What a Clever Coot!

Since I last wrote about the coot who nested on my boat the three remaining babies have all survived – thanks to the ingenuity of their parents. It seems the first two in the clutch of five either drowned or were eaten by pikes because they weren’t able to climb the nine inches or so from the water up to the bathing platform after they fell off the nest into the river.
So how did the coots solve the problem and save the lives of the remaining three? By making a new nest - and in less than one day - this time by floating it on the water. They then coaxed the baby coots to jump down from the old nest into the river where they safely swam to the new one. Clever.

What a busy week it’s been. I only managed about 30 hours painting my riverside scene, but a lot of the time has been taken up socialising during the Henley Royal Regatta, which started on Wednesday.

On Monday I picked up Marsh Midget from Trevor Green, who had temporarily mended the leak. As I got into the boat at the boatyard to row it back home Trevor handed me the oars and the rowlocks. The metal rowlocks are made in two pieces. Unfortunately one of them came apart just as he was handing them to me and plopped straight into the river! Luckily I remembered that Ivan – another local boatman – was nearby and possessed a big magnet, and luckily also the rowlock was not made of brass. It took about half-an-hour but I finally retrieved it from the murky depths of the reed-covered river.

Wednesday evening heralded Rolf Harris’s 65th years in art. Jilly Adam and I had been invited to the private view of the show at the brand new, and beautifully appointed, Clarendon Fine Art Gallery in London. As I’d seen most of the paintings in their early stages as Rolf painted them, it was good to see them all framed and looking their best under the exquisite lighting.

I seemed to know a lot of the people there- among them were Zelia and Fergus, who’d driven up from Devon,

During the evening Fergus told me that he’d read my last blog about my hatred of wire coat hangers, and wanted to give me a present. Wrapped carefully with strands of trailing ivy adorning it, this is the coat hanger lovingly made by this very talented couple. I’ve found a home for it on the back of my bedroom door, and as it is so special, now I have to decide what to hang there.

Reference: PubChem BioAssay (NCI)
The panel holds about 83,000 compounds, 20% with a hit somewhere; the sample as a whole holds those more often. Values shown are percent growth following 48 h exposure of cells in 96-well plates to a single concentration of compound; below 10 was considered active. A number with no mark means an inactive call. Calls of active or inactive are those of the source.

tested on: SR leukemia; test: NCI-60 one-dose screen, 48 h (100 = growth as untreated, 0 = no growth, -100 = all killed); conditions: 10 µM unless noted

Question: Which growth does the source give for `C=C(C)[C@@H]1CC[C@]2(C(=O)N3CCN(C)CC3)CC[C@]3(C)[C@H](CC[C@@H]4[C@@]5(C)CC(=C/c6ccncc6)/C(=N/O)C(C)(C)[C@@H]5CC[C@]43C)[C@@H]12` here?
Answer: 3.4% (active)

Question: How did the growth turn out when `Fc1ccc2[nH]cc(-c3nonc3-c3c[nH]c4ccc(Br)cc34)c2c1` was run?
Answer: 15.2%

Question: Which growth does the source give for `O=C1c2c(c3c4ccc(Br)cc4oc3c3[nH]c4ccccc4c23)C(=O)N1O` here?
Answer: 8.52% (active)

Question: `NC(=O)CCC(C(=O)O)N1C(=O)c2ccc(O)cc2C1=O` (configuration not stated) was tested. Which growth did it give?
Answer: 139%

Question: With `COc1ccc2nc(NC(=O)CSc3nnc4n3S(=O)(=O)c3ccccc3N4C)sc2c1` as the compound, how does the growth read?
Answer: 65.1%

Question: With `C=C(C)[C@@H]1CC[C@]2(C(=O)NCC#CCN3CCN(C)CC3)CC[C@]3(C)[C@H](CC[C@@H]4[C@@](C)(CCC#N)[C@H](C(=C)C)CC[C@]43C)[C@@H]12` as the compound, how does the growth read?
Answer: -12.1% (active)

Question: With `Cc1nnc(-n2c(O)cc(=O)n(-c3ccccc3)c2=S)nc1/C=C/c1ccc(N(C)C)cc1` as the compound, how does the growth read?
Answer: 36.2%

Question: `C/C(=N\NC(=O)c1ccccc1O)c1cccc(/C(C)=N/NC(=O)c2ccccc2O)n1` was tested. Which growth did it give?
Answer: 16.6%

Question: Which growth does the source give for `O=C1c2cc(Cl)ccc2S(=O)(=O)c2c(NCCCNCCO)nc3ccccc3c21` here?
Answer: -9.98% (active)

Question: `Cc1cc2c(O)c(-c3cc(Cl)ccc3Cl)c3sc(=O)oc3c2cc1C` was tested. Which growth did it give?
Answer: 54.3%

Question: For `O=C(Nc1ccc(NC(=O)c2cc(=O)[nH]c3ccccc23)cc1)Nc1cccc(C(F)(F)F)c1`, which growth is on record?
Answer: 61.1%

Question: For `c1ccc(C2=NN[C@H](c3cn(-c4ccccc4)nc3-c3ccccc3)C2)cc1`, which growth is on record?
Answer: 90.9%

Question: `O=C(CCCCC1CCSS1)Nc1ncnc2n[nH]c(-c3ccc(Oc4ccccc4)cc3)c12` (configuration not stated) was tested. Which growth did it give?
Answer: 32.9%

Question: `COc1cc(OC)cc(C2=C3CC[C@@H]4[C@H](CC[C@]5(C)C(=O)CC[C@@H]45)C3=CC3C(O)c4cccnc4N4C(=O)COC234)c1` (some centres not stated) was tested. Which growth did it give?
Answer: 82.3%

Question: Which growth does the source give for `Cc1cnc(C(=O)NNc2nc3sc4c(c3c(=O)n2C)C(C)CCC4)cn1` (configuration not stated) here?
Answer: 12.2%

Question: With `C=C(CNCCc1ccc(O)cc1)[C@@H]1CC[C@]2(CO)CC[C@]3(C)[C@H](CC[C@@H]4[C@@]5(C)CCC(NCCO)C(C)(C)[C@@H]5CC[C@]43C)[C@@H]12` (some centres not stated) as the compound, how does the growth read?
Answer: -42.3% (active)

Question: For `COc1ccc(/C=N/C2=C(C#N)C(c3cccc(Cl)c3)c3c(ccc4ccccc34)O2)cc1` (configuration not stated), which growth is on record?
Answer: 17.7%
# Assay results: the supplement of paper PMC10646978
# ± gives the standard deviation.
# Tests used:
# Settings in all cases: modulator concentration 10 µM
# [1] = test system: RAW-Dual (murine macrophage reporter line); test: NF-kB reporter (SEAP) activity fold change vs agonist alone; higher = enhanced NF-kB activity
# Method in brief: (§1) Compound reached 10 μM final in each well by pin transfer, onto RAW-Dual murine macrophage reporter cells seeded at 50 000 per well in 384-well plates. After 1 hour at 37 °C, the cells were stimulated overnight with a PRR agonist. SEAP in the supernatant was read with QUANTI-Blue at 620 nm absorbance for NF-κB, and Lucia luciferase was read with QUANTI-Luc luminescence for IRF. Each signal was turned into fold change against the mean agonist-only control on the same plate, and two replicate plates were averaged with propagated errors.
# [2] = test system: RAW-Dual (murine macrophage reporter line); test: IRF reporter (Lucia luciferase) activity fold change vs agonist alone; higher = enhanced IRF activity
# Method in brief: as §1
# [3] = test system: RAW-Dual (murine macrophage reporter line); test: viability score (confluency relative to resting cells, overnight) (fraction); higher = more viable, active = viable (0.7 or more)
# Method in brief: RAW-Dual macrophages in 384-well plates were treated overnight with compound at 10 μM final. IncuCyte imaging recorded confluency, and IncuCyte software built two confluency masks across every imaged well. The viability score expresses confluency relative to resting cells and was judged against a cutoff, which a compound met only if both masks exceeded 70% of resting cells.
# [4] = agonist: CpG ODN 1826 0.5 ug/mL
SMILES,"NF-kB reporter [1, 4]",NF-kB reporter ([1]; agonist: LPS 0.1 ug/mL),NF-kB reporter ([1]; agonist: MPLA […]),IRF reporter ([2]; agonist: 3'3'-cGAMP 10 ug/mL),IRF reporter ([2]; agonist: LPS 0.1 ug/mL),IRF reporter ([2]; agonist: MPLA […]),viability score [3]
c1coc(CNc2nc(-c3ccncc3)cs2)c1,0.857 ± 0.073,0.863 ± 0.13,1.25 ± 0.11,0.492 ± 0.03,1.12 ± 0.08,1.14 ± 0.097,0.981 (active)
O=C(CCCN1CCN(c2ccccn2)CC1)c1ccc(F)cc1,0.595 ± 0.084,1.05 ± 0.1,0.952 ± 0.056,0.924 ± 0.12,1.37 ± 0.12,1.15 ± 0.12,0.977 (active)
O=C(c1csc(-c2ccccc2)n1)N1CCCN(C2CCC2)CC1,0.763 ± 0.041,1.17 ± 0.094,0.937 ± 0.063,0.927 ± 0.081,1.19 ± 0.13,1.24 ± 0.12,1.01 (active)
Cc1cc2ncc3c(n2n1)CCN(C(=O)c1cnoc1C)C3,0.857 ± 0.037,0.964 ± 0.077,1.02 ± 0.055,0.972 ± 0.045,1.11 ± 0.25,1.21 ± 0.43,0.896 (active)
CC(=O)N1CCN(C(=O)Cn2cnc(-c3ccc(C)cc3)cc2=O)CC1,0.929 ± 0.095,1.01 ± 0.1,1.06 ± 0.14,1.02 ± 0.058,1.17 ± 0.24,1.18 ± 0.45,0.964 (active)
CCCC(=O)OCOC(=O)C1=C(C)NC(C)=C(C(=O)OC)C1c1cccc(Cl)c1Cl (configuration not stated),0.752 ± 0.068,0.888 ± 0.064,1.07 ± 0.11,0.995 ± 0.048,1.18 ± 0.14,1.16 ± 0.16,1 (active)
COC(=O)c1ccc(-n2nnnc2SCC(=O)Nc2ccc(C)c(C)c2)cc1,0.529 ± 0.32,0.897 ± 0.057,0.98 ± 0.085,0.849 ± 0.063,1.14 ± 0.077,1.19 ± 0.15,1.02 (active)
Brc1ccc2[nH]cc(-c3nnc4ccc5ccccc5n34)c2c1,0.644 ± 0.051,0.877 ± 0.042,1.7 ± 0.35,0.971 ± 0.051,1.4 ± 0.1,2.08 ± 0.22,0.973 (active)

And so to the Regatta. On Thursday eight of us enjoyed a sumptuous meal in the dining room of Phyllis Court. Lots of fun was had by all. And the girls looked glamorous in their flowing finery and big hats.

I’d reserved eight deckchairs asnear to the finish line as possible, so we had a great view of the racing and the ever changing scene in front of us as a myriad of river craft slowly paraded past us. From large paddle steamers, ‘gin palaces’, and cabin cruisers to punts, dinghies and slipper launches, there even was one boat full of about six Elvis Presley’s. (I wondered where he’d got to.)

There’s a tradition in Henley that the Saturday night of the regatta ends with a firework display. We decided to watch them this year from the river. So, after a lovely meal at the Curry Leaf Restaurant in Wargrave, Paul, Debbie, my sister-in-law Val. and a young friend settled down in my big boat to cruise into the sunset. Earlier in the day we’d bedecked the cruiser with flags of the nations and looked pretty colourful as we slowly made our way downstream. The Berkshire bank was full of revellers – nearly a mile long – all the way to Temple island at the starting gates of the racing. We eventually moored up next to a boat on the booms in the middle of the river and happily enjoyed Pimms, fruit and coffee. Here’s Paul being ‘King of the World’ on the prow of the boat

Then as darkness approached the fireworks started. They were the best ever, and lasted for nearly half-an-hour. (I’ll put a little video of a few minutes of the display at the end of this blog.) Going back home in the dark is a bit frightening – only because so many boats of every size and description are weaving about on the river, many of them without lights. I enjoy nighttimes on my boat and, apart from a couple of close encounters, managed to avoid crashing into anything. Back at the mooring, my little solar light guided us in safely – in fact it was about the most successful mooring I’ve ever made.

Still more regatta yesterday. I’d been invited to lunch with Herchel and Terry Jordan at their home in Wooburn Green. Eleven of us sat down to a great lunch made by Herchel. Terry, one of the best joke-tellers I know, kept us all laughing, then at about two in the afternoon we made our way to Phyllis Court once again. Here’s a couple of pictures - one showing Herchel, her grand-daughter Annabel, and daughter Charlie. The other is of my god-daughter Emma and her mother Felicty.

Now it’s back to work to make up for a lazy, hazy week full of sunshine, good company, nice meals, and meeting up with countless old friends.